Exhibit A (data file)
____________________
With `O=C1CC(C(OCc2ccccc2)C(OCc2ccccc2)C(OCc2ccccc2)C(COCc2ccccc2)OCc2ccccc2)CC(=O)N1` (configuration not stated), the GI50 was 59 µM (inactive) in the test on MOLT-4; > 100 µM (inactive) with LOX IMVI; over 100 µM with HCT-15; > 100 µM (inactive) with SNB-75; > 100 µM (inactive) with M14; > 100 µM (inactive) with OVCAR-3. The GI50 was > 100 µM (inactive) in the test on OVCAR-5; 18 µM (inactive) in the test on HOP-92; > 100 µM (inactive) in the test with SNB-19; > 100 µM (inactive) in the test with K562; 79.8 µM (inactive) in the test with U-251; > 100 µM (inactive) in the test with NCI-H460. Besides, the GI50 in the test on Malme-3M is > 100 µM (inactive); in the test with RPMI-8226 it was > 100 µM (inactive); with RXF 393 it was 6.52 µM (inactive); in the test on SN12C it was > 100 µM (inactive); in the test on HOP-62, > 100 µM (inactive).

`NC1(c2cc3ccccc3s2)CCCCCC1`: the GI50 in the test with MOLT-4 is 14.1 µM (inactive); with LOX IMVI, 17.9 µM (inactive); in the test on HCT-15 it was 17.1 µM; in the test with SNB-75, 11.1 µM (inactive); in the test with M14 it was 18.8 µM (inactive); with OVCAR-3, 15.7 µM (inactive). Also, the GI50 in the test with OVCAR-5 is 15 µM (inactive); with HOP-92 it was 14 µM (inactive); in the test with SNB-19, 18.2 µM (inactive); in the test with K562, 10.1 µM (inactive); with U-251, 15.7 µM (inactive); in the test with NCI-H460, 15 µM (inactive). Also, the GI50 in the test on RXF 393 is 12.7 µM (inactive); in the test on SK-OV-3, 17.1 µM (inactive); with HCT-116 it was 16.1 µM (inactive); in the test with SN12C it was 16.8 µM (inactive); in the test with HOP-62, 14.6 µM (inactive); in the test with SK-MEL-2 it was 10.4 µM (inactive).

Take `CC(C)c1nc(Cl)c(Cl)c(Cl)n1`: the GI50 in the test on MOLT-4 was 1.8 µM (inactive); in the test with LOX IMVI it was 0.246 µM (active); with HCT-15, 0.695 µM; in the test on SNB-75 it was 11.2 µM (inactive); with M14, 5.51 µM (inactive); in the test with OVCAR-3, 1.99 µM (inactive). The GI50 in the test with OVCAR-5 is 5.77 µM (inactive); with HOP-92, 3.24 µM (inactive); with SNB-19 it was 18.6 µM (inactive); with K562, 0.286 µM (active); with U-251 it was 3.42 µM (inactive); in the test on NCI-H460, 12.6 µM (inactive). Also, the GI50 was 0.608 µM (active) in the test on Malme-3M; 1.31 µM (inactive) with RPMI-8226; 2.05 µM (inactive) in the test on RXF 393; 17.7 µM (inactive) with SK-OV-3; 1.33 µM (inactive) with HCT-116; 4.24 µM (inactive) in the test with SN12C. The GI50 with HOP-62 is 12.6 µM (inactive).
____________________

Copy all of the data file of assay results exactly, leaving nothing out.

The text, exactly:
With `O=C1CC(C(OCc2ccccc2)C(OCc2ccccc2)C(OCc2ccccc2)C(COCc2ccccc2)OCc2ccccc2)CC(=O)N1` (configuration not stated), the GI50 was 59 µM (inactive) in the test on MOLT-4; > 100 µM (inactive) with LOX IMVI; over 100 µM with HCT-15; > 100 µM (inactive) with SNB-75; > 100 µM (inactive) with M14; > 100 µM (inactive) with OVCAR-3. The GI50 was > 100 µM (inactive) in the test on OVCAR-5; 18 µM (inactive) in the test on HOP-92; > 100 µM (inactive) in the test with SNB-19; > 100 µM (inactive) in the test with K562; 79.8 µM (inactive) in the test with U-251; > 100 µM (inactive) in the test with NCI-H460. Besides, the GI50 in the test on Malme-3M is > 100 µM (inactive); in the test with RPMI-8226 it was > 100 µM (inactive); with RXF 393 it was 6.52 µM (inactive); in the test on SN12C it was > 100 µM (inactive); in the test on HOP-62, > 100 µM (inactive).

`NC1(c2cc3ccccc3s2)CCCCCC1`: the GI50 in the test with MOLT-4 is 14.1 µM (inactive); with LOX IMVI, 17.9 µM (inactive); in the test on HCT-15 it was 17.1 µM; in the test with SNB-75, 11.1 µM (inactive); in the test with M14 it was 18.8 µM (inactive); with OVCAR-3, 15.7 µM (inactive). Also, the GI50 in the test with OVCAR-5 is 15 µM (inactive); with HOP-92 it was 14 µM (inactive); in the test with SNB-19, 18.2 µM (inactive); in the test with K562, 10.1 µM (inactive); with U-251, 15.7 µM (inactive); in the test with NCI-H460, 15 µM (inactive). Also, the GI50 in the test on RXF 393 is 12.7 µM (inactive); in the test on SK-OV-3, 17.1 µM (inactive); with HCT-116 it was 16.1 µM (inactive); in the test with SN12C it was 16.8 µM (inactive); in the test with HOP-62, 14.6 µM (inactive); in the test with SK-MEL-2 it was 10.4 µM (inactive).

Take `CC(C)c1nc(Cl)c(Cl)c(Cl)n1`: the GI50 in the test on MOLT-4 was 1.8 µM (inactive); in the test with LOX IMVI it was 0.246 µM (active); with HCT-15, 0.695 µM; in the test on SNB-75 it was 11.2 µM (inactive); with M14, 5.51 µM (inactive); in the test with OVCAR-3, 1.99 µM (inactive). The GI50 in the test with OVCAR-5 is 5.77 µM (inactive); with HOP-92, 3.24 µM (inactive); with SNB-19 it was 18.6 µM (inactive); with K562, 0.286 µM (active); with U-251 it was 3.42 µM (inactive); in the test on NCI-H460, 12.6 µM (inactive). Also, the GI50 was 0.608 µM (active) in the test on Malme-3M; 1.31 µM (inactive) with RPMI-8226; 2.05 µM (inactive) in the test on RXF 393; 17.7 µM (inactive) with SK-OV-3; 1.33 µM (inactive) with HCT-116; 4.24 µM (inactive) in the test with SN12C. The GI50 with HOP-62 is 12.6 µM (inactive).